Across the Pond

Preparations must be made for a transatlantic voyage.

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On November 25, 1986, a starting cannon fired from a Spanish Navy frigate signaled 204 boats from 24 nations to set sail from Las Palmas de Gran Canaria. The group, the Atlantic Rally for Cruisers (ARC), was organized by world-class sailor and author Jimmy Cornell, and would earn a place in the Guinness Book of World Records for the largest trans-ocean race ever staged. Twenty-three years later, the ARC race, now run by the World Cruising Club, still brings over 200 vessels to the docks of Las Palmas every November, and it is still one of the largest trans-ocean races in the world.

Originally designed as a friendly rally for sailors of all skill levels to cruise together at the end of the Mediterranean season, it soon became apparent that there was friendly competition developing amongst the crews and in 1989, the Racing Division, which operates under the auspices of the Royal Ocean Racing Club, was established.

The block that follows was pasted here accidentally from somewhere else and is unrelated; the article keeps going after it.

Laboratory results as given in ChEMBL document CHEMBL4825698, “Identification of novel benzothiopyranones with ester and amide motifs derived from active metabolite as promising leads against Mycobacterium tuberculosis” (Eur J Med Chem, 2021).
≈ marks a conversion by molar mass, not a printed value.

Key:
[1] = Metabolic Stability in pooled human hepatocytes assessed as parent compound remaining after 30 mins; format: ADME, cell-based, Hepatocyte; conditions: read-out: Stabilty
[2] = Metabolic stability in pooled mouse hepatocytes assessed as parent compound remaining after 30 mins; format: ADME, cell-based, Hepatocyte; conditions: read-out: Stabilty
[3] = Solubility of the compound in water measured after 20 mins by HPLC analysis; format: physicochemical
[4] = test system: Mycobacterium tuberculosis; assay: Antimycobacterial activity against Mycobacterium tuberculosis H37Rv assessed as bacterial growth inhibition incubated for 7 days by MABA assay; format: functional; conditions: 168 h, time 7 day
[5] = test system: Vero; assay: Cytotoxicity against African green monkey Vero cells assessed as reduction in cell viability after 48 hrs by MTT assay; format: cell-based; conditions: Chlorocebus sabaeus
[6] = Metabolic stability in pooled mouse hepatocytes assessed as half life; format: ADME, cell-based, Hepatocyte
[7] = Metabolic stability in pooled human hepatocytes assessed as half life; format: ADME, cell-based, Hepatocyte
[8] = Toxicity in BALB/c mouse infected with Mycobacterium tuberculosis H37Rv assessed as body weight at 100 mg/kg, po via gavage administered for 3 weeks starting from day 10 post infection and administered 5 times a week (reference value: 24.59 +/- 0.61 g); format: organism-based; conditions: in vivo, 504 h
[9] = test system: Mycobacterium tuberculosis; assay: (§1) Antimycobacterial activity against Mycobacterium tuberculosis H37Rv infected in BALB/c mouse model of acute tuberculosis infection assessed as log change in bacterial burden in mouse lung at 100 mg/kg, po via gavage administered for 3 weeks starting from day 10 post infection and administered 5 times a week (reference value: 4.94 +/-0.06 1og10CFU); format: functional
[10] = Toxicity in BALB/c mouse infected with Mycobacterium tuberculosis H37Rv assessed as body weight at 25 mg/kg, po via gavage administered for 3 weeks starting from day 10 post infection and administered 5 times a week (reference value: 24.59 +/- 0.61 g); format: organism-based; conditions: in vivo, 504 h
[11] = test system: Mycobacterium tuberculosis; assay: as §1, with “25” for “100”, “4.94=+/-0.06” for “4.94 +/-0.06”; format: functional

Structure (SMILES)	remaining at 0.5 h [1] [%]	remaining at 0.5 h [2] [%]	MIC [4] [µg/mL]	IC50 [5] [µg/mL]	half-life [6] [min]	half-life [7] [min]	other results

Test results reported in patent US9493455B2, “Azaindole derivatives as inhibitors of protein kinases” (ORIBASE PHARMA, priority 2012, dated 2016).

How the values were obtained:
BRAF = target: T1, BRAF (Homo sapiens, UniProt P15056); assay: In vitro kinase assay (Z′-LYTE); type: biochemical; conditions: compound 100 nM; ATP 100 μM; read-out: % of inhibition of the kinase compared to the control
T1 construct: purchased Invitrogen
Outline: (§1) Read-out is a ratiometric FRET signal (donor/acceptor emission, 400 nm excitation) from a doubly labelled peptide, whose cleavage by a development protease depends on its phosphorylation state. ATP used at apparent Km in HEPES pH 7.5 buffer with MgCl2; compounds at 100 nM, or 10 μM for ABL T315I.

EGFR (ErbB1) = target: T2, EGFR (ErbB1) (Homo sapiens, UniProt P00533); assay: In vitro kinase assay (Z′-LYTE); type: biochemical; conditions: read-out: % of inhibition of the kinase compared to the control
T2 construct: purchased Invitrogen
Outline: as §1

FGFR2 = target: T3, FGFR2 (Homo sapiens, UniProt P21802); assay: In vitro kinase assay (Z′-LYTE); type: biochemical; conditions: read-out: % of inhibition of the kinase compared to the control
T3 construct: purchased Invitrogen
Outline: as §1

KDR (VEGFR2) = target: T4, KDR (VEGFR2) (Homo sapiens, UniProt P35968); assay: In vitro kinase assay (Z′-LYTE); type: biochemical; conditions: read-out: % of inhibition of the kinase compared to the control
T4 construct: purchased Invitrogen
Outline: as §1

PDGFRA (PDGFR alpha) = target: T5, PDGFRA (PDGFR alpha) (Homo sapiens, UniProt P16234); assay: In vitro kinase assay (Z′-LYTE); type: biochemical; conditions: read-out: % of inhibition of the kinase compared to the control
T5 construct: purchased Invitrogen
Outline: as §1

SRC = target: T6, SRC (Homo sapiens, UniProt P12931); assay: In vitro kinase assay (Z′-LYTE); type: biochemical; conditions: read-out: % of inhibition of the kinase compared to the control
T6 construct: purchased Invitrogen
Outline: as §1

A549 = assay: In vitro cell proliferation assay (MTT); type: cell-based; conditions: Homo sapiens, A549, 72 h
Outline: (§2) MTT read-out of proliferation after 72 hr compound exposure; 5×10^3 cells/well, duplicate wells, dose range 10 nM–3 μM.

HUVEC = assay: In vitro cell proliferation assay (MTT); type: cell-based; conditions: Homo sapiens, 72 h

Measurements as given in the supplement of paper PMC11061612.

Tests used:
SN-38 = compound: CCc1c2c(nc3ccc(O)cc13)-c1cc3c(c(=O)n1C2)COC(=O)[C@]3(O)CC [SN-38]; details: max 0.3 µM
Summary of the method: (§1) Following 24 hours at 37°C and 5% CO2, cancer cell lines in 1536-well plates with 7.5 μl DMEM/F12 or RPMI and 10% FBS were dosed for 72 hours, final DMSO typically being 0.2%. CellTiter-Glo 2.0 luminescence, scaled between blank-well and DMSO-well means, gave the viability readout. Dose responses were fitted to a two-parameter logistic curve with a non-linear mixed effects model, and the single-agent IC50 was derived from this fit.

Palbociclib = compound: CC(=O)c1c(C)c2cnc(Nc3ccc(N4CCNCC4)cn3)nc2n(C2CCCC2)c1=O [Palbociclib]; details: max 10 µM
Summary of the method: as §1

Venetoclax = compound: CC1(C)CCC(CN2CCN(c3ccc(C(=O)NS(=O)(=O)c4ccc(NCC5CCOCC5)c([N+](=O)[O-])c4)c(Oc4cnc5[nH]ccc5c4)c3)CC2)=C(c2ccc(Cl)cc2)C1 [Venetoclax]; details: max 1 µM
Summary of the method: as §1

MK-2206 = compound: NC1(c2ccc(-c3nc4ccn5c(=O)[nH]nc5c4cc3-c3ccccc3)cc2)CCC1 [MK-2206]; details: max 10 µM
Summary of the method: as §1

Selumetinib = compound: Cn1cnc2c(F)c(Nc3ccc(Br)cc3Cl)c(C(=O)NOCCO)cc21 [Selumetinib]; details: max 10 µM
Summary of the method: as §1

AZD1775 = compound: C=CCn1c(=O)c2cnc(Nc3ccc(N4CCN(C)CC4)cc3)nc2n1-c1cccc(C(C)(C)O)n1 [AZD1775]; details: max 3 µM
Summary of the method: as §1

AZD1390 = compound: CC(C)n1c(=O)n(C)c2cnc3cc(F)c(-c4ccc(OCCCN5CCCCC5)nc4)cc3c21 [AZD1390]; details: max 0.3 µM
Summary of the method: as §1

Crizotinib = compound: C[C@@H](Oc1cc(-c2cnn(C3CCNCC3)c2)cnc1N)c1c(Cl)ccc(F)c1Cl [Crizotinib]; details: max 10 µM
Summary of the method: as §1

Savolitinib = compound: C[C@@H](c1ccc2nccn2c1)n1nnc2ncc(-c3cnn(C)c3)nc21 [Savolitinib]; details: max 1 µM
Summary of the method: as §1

When the cannon is fired this year, on November 22, 2009, I will be aboard one of 223 yachts, from a record 32 nations, in the 24th running of the ARC. Though I've been around boats for most of my life, and on sailboats since before I could walk, I've never been more then 30 or so miles offshore, and I've certainly never been across an ocean. I'm not quite sure what to expect, so if you have any experience with this, let me know. What should I look for on a transatlantic trip? What are some of the essential items I should bring? If you have any advice, a transatlantic tale of your own, or anything else you think I should know before I head off across the Atlantic, please, let me know. Drop me an email at editor@yachtingmagazine.com and let me know what you have to say.